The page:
GENEVA — It may sound like hocus-pocus, but with the growing influx of African migrants, social services in Switzerland are having to tackle a new and perplexing problem: witchcraft.
The phenomenon specifically involves African women — mostly prostitutes from Nigeria — who were "bewitched" before leaving home and suffer serious psychological consequences as a result. For Swiss social services, the challenge is twofold: to understand the issue, however irrational it may seem; and to treat it — to ease the suffering these women experience.
The criminal networks that send the Nigerian women to Europe demand they pay vast sums of money, between 50,000 and 80,000 Swiss francs (46,000 to 73,000 euros) — about 10 to 20 times the real cost of the journey. To keep these women under their control, they use all means at their disposal: direct physical threats, threats against their families back home and religion.
They're so certain that something will happen to them if they disobey that, once the ritual is over, they behave like their recruiters' slaves
Before they leave their home country, the future prostitutes are taken to a sorcerer. The man takes samples of hair, pubic hair and nails; and he puts it all in a box. Simultaneously, he incises their skin and introduces in the wounds a decoction made with herbs and blood. In doing so, according to the African tradition "juju," the sorcerer gains control over the young women to such a degree that he can kill them or drive them crazy remotely if they don't repay their debts.
"Prostitution networks very often use the figure of Eshu, the god of players and cheats, a character known for traveling inside people's dreams," says Stephan Fuchs, a Nigerian migration expert and founder of the website Trafficking.ch. "From early in childhood, these girls have been living in a world where magic was everywhere, so they're terrified. They're so certain that something will happen to them if they disobey that, once the ritual is over, they behave like their recruiters' slaves."
Their distress is such that it causes great psychic disorders. Fuchs mentions the case of one African woman who lives safely in a Swiss home but is hounded by her fear of the curse. One day, the woman was found convulsing. She was taken to the hospital. A few hours later, however, she couldn't even remember the episode. And over the next few days, the same thing happened repeatedly.
"These women would like to be free, but they don't know how to do it," says Gifty Amponsah, a young migrant woman from Ghana. "Since they don't have any other means of living than prostitution, most of the time they choose to obey their pimps and pay their dues. But it takes them years. And by the time they no longer have anything to fear, they've often become incapable of empathy. Many of them then become pimps themselves and recruit girls."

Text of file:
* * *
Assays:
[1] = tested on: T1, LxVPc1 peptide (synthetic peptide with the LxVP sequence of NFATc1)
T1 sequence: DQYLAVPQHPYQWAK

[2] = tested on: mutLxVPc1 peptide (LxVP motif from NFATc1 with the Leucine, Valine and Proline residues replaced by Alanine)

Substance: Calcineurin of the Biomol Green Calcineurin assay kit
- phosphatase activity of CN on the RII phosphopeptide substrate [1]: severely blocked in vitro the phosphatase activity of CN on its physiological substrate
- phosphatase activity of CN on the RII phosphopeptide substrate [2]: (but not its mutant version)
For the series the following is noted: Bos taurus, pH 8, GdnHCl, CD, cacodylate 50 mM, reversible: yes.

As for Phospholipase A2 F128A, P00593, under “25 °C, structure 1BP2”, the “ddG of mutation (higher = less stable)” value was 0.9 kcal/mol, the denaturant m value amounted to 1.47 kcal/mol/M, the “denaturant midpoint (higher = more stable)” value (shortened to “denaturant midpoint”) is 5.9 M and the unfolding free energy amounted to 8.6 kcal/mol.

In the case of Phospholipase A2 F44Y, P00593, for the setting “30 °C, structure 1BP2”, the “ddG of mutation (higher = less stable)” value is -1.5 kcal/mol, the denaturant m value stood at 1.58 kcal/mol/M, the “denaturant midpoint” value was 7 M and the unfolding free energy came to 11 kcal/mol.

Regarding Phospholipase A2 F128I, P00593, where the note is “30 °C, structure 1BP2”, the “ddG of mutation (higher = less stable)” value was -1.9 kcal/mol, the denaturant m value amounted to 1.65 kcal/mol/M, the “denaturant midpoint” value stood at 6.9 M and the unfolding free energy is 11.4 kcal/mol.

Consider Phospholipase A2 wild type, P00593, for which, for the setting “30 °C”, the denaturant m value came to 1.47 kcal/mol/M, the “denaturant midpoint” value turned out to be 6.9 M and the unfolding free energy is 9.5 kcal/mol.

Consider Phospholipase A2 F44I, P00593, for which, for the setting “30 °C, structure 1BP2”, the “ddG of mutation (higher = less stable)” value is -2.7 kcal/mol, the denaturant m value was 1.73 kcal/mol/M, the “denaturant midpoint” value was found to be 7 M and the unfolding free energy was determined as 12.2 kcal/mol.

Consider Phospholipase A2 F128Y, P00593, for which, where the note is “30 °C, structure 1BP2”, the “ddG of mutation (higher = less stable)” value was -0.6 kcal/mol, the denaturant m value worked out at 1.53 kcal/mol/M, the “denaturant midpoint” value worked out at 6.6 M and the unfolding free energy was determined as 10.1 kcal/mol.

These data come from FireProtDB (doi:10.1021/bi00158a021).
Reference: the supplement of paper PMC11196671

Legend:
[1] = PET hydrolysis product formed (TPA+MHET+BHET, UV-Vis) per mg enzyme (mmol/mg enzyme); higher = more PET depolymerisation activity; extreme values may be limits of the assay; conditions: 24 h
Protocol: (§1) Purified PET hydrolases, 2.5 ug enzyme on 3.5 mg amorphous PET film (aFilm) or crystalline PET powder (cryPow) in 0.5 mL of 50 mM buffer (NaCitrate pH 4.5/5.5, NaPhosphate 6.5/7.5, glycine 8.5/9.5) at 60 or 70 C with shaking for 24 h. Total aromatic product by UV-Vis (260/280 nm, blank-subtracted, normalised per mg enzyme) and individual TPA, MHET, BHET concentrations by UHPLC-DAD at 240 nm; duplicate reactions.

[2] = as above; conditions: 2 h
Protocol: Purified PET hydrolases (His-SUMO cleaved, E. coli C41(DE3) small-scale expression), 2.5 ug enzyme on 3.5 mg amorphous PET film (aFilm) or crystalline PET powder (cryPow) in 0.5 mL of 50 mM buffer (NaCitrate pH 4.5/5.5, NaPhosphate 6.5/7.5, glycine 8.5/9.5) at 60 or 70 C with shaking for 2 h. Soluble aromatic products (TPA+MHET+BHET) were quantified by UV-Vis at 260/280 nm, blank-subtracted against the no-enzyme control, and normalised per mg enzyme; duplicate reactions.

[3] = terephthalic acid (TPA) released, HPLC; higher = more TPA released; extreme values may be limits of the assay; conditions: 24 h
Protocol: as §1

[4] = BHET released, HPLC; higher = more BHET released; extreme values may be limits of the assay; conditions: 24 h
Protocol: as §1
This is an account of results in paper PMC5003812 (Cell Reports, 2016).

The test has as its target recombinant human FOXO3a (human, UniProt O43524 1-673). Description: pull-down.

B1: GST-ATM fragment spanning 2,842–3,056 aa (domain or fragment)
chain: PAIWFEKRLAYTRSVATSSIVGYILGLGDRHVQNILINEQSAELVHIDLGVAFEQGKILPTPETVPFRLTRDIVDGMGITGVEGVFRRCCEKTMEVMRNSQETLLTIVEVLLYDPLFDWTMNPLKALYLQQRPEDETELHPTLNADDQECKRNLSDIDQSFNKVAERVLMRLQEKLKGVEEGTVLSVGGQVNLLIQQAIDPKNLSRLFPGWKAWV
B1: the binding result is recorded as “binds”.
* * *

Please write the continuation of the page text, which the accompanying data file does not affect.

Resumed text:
Some of them sleep with a Bible on their pillow to stop Eshu from invading their dreams
Still, there are ways for them to free themselves sooner. "To neutralize the juju gods, you need to turn to a more powerful God, to Jesus," Amponsah says. "It's not easy convincing African women of his power. But it works. If sorcerers do magic, the God of the Christians performs miracles. So long as you believe in him, he gives us back our self-confidence and frees us. You'd be surprised by the number of illiterate African prostitutes who own a Bible. They're incapable of reading it, but they all hope its presence will protect them."
Stephan Fuchs confirms this. "Some of them sleep with a Bible on their pillow to stop Eshu from invading their dreams," he says.
Maria Rio Benito, a psychiatrist working for an association in Lausanne, gave psychological help to one such victim of juju. She was a Nigerian asylum seeker who was terrified of two people living far away: one female pimp established in a southern Spain and a man still in Africa. "This young woman had classic symptoms of post-traumatic stress disorder: repeated nightmares, invalidating anxiety crises and deep social isolation. In all cultures, there are influence mechanisms that can either cure or harm," she says. "The juju phenomenon must be considered in the wider context of the social precariousness of its victims. And it needs to be treated as such."
Rio Benito tried to relieve the young woman using a multi-step psycho-traumatology treatment. Step one was to help the woman feel physical safe. From there the doctor and patient could begin confronting the symptoms. The experience was positive. The patient made great progress. She learned French and got involved in female socialization groups. But then she abruptly terminated the whole process after she was denied asylum. Having become an illegal immigrant, she stopped coming to the consultations.